Opened in November, Lino is a new all-day restaurant and takeaway located close to London’s famous Smithfield Market. With Finnish-inspired interior design by Wright & Bell and a low-waste, made-from-scratch approach to food, it’s a compelling example of contemporary dining done well. By Jenny Southan

Lino takes its name from the fact the restaurant is in an old linoleum warehouse. Here, the team have set out to create an innovative menu of drinks and dishes, with Richard Falk (formerly head chef at Clapham’s The Dairy) heading up the kitchen. Lino’s overarching philosophy is “re-use, re-love and re-imagine”.

From making their own charcuterie and sourdough bread, to crafting botanical infusions for cocktails and butter that is cultured in-house, the chefs make as much from scratch as possible, and avoid throwing food away if they can possibly help it.

Left-over pastries from breakfast are used to make croissant ice cream, for example, and meat and vegetables are pickled and cured on-site. Fresh produce is seasonal and sustainably sourced, and both plant-based and carnivorous diets are equally well catered for.Lino Baked St Cera with pickled vegetablesFor a restaurant located in the City, a place swarming with wealthy bankers, this kind of frugality is unusual. But it’s also an indication of how consumer attitudes are changing and how new rules boundaries are motivating people to be more creative – and responsible.Lino Game pate en crouteLino serves filtered still and sparkling water by Belu, a social enterprise that gives 100 per cent of its profits to the charity WaterAid, and stocks ethical luxury soap from The Soap Co in its washrooms. Floral arrangements are from Purgatory Flowers, which use only British blooms and foliage.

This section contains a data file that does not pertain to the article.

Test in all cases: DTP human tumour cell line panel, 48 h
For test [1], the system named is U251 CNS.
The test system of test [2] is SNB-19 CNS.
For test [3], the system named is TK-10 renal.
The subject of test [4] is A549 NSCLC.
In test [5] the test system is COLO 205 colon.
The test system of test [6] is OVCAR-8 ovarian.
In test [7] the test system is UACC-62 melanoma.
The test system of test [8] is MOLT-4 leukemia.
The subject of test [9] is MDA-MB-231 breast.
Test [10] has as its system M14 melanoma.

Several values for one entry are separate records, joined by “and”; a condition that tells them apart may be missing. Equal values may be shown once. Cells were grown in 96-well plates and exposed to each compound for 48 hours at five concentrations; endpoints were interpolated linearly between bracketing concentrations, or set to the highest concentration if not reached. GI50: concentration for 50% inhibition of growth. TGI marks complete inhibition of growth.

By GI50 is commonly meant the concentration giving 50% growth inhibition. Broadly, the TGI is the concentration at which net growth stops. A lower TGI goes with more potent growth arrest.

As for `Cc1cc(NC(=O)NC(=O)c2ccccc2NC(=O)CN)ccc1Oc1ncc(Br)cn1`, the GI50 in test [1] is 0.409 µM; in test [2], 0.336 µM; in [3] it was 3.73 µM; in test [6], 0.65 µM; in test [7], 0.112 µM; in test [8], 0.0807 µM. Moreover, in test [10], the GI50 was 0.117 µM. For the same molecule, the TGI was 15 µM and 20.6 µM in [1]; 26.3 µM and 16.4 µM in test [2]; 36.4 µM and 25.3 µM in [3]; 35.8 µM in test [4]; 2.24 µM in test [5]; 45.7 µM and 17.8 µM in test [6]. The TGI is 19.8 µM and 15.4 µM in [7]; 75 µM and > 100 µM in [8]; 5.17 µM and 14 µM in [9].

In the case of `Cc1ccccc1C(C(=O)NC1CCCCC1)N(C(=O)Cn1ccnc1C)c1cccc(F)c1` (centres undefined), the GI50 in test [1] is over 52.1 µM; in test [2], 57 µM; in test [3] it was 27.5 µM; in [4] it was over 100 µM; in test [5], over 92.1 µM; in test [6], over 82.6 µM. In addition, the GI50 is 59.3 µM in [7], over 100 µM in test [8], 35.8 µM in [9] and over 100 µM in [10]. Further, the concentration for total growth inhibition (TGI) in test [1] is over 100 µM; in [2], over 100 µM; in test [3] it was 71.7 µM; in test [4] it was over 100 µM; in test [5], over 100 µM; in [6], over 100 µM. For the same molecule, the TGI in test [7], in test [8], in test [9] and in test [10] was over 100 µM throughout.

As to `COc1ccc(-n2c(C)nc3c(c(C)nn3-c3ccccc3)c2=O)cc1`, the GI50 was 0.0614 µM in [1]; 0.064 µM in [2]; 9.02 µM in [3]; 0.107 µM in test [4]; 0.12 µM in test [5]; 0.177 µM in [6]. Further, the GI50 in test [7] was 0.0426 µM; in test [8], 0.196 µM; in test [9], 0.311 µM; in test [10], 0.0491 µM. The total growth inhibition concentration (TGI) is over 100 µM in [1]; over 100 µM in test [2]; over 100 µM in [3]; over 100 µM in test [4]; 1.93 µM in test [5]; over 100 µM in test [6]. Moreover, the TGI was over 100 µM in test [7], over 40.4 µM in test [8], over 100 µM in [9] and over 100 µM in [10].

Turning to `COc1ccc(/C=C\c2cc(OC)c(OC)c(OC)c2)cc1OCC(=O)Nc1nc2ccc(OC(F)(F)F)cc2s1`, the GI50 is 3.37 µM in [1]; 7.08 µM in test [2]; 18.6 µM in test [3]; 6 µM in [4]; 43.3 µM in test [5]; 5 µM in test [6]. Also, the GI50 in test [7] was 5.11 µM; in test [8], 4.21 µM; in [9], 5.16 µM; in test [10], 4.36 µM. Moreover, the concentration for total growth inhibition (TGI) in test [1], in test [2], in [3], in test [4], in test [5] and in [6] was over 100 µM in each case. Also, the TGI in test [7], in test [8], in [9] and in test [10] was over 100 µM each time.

Taking cues from minimalist Finnish design, Lino is decorated in shades of peach, salmon pink, and rustic green with antique brass fixtures. It has also gone to efforts to install salvaged light fittings. At the centre is a clover-shaped, waxed tulipwood bar. Shelves are lined with craft spirits and jars of house ferments.Lino restaurantLino restaurantWhen I visited, my guests and I began by sampling some snacks and small plates in the form of moreish sauerkraut and Cheddar croquettes with truffled mayo; Lino charcuterie with aioli, pickled baby onions and hazelnut; baby gem lettuce leaves with bacon, miso and smoked buttermilk dip; grilled mackerel with oyster mayonnaise and Lino pickles; aged beef tartare; and roasted beetroot with black garlic, dates and cashew.Lino Sauerkraut and cheddar croqettes, truffled mayonnaiseThis was a real opportunity for flavour grazing. There were some unusual pairings that really popped but nothing was so avant garde it was off-putting. In fact, everything was tantalisingly delicious, and went well with a bottle of Sicilian Baglio Bianco IGP orange wine (£42).

I’d also recommend the barrel-aged house negroni, £10, which is a very classy pour.Lino restaurantFollowing this we shared larger plates of risotto with black rice, wild garlic and roasted courgette (rich and chewy in a healthy kind of way) and Tamworth pork chop with hispi cabbage and smoked apple puree.

On the menu this summer are dishes including puffed pork skins with house-made kimchi, Lino charcuterie with fermented fennel, and crispy Porthilly oyster with wasabi mayonnaise. Price range from about £7-£13 for small plates and £15-322 for large plates.

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